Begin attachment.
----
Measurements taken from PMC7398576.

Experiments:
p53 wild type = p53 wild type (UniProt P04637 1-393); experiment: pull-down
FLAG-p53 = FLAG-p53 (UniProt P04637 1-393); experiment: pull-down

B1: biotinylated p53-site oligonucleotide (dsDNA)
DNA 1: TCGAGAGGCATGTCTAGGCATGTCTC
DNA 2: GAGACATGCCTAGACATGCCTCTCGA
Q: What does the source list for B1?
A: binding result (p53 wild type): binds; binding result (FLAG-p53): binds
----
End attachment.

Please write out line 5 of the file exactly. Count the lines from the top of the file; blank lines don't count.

B1: biotinylated p53-site oligonucleotide (dsDNA)